8-min read
May 10, 2023

A Customer/Community Creator Program is a Content Game-changer. Here’s How to Start One

Kirsti Lang

Our creator program helped a content team of one create a content calendar packed full of valuable resources

When I started at Commsor, I was a content team of one.

Also — full disclosure — I was working for a company pioneering software in the community space. And I knew nothing about community (yet). Eep.

I had to create enough content to feed:

I knew there was no way I could generate enough content for all these channels alone. At least, not at the quality I wanted to, anyway.

I also knew that if I wanted to create resources that were actually helpful to our audience, I needed expert help.

Luckily, I had experts at my fingertips: our community of community professionals, The Community Club

It started off small and ad-hoc. I’d reach out to a member who had answered another's question in our Club Slack group, or members who had a specific area of expertise and pick their brains. This slowly evolved to full-on interviews. The content was good. But the process wasn’t scalable. While their knowledge was invaluable, production was still slow going. 

Suddenly, a wild idea appeared. What if… I let them create the content themselves? 

I had a small budget to play with. Yes, I could have hired a bunch of writers who were just as clueless as I was. The very good ones would have done the research and interviews and the content would have been solid.

But what if I used my budget to elevate the actual subject matter experts — who also happened to be our customers and community members? 

Enter: the beginnings of our very own creator program.

The evolution of our creator program, The Commsor Guild 

Coming from a journalism background, it felt natural for me to start with a system that ran a little bit like a remote newsroom. 

The Guildies (as we lovingly call them) would pitch ideas, I’d send over an article brief, and they'd whip up a draft. From there, we’d workshop the article until it was publish-ready. 

Their deep knowledge, subject matter expertise, and personal stories made for a formidable combo. This wasn’t empty, content marketer-ese, SEOed up to the teeth. This was community pros creating content for community pros, work that resonated deeply with the people we were trying to reach. 

It’s little wonder then that today, our Guild content ranks among the best-read articles on our blog, our most-opened newsletters, and one of our biggest engagement drivers on social media. So much so that, while our Content team has grown (by two amazing writers), the program lives on (see benefits below to understand why).

Our CEO (cheers, Mac!) saw the benefits too, and encouraged us to expand the program. With help from our small but mighty team of in-house writers and a partnerships manager (who I like to see as the conductor of our content symphony), my hacked-together ‘Creator Guild’ is now the Commsor Guild.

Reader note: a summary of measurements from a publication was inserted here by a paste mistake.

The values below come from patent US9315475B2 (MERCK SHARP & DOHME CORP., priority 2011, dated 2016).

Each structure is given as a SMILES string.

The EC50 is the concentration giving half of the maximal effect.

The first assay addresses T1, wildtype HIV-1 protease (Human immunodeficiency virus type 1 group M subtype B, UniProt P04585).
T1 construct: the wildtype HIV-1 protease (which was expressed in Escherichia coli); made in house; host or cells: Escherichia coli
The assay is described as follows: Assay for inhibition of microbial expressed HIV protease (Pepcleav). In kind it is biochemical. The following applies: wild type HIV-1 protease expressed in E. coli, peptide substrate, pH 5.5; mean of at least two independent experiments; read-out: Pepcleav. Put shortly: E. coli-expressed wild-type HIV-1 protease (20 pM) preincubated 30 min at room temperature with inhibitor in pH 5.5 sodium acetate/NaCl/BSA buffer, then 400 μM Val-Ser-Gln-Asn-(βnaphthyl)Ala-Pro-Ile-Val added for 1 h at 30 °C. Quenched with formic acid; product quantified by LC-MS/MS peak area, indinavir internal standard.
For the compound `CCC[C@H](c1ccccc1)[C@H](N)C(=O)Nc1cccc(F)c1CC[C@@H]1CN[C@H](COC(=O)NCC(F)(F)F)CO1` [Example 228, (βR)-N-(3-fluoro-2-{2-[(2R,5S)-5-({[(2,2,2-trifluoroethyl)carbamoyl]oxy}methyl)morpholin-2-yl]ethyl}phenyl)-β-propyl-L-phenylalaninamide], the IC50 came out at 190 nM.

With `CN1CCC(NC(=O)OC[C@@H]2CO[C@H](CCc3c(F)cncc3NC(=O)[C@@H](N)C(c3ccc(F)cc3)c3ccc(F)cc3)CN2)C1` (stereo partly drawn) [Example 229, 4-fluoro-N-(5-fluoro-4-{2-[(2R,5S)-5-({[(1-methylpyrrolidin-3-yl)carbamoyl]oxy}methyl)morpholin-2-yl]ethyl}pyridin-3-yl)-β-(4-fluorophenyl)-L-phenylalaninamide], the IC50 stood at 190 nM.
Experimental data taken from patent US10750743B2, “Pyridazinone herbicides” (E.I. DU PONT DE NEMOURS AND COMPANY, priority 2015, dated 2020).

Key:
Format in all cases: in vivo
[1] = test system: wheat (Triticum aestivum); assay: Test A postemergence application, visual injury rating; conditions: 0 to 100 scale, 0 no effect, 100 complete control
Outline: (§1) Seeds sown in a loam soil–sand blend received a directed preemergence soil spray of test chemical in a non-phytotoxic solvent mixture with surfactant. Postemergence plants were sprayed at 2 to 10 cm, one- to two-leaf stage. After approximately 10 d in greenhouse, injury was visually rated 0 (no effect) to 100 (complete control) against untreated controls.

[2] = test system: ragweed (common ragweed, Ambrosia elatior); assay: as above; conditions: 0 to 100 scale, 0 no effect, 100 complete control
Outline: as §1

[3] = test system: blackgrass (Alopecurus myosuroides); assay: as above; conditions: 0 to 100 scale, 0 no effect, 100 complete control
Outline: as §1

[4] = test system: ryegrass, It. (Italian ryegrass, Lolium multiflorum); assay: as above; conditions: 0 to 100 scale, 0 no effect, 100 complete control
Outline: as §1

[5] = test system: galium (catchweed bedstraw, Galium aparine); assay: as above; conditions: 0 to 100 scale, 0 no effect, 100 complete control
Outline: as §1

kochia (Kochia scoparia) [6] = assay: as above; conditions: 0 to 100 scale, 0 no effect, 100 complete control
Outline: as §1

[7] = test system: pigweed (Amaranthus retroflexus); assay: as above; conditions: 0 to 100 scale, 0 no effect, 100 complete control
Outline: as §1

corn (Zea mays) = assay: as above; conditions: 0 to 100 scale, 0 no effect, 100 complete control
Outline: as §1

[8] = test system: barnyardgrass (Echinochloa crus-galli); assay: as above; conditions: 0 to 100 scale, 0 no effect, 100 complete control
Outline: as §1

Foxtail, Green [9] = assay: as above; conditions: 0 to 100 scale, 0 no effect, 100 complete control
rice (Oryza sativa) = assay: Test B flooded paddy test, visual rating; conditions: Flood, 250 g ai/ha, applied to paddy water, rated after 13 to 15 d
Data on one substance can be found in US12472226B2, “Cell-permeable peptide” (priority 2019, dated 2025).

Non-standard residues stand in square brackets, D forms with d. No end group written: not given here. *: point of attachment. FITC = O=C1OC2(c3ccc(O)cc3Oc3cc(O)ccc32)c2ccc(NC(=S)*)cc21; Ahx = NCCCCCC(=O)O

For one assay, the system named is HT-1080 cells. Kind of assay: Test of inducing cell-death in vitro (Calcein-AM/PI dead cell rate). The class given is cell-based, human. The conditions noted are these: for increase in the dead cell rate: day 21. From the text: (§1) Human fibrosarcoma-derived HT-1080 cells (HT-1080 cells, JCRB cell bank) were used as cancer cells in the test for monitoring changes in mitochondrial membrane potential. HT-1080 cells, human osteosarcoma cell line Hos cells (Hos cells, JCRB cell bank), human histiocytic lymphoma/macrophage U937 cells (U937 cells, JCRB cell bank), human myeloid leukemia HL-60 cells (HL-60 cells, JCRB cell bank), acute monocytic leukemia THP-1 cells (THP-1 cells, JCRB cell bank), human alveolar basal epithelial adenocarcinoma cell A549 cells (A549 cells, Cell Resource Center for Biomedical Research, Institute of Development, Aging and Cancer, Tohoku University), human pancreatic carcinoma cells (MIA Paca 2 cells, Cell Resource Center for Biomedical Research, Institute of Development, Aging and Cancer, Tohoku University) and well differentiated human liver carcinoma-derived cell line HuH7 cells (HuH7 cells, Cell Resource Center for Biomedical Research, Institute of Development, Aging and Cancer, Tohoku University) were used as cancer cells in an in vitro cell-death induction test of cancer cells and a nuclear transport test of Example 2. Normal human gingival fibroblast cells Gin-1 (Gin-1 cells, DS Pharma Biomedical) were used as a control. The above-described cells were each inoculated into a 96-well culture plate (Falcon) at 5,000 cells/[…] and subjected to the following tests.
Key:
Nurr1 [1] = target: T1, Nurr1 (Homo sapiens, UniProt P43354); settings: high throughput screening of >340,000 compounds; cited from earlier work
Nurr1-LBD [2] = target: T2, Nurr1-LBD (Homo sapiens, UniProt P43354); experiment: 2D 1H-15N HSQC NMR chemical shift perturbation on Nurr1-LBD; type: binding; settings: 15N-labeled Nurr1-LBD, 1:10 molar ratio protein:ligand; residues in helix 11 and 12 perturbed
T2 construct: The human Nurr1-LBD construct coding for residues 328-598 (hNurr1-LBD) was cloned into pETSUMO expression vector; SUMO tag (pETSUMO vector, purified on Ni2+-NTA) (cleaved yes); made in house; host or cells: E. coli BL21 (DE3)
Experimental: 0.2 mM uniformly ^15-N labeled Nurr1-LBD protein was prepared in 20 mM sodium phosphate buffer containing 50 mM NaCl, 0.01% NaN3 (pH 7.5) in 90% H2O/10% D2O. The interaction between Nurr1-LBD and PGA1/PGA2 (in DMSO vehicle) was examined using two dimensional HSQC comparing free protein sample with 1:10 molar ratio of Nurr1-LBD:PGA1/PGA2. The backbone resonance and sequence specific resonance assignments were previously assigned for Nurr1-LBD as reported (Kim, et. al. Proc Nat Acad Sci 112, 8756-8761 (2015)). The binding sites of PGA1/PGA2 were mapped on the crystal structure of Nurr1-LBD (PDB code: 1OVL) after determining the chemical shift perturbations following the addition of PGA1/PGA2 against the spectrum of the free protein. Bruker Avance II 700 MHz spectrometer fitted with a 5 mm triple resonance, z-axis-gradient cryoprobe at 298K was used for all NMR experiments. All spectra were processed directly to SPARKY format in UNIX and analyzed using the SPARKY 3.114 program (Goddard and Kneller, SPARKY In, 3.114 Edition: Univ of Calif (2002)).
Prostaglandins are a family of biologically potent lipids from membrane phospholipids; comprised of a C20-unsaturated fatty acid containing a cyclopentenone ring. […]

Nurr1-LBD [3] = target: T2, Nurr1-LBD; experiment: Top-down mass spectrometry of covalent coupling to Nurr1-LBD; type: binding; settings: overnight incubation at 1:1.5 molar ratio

The Commsor Guild includes not only community pros, but experts from other industries, too. We’ve also broadened our scope to create events and courses. 

The benefits of a customer/community creator program

For your org

  • Access to deep subject matter expertise to cement your organization as an industry thought leader.
  • Adds firepower to content and events calendars a game-changer for small teams looking to drive leads and brand awareness.
  • Generates resources for your ICP, by your ICP.
  • Amplifies your brand through your creators’ networks and social channels.
  • Builds trust and working relationships between customers/members and your team.

For creators

  • Amplifies your creators and sets them up as thought leaders through your platforms and social channels.
  • Access to your in-house experts to help their content shine.

Have I convinced you yet? The beauty of a creator program is that it doesn’t have to be a huge drain on resources or take multiple teammates to run. I ran a small version of the Guild myself for months (and honestly, it was a lot less intense than creating all the content from scratch myself).

How to start a customer/community creator program

This is an MVP approach to building out a creators’ program. The best advice I could give you going in: start small. Get your processes in order, and add creators from there. 

1. Create a plan

This needn’t be an elaborate magnum opus. There are just some key things you need to be clear on before you put the pedal to the metal, including:

Define your who, what, why

The goal with our first iteration of our Guild was simple and perhaps too broad, but it gave us a north star:

The Guild is a team of community pros who share their experiences, strategies, learnings, and more to elevate the community industry as a whole, helping them and Commsor become thought leaders in the space.

Answer these three questions at the get-go:

  1. What’s the primary reason your creator program should exist? 
  2. Who will be a part of it? 
  3. What will they create?

For question one, don’t forget to tie these back to overarching business goals, so you can help motivate for resources and prove return on investment (ROI).

Content pillars and platforms

This article assumes you already have a content and (if applicable) event strategy in place. 

At this step, you need to connect the dots between your creator program and your content plan. Pinpoint the categories you want your creators to contribute to.

This was how I laid things out for our first Guild: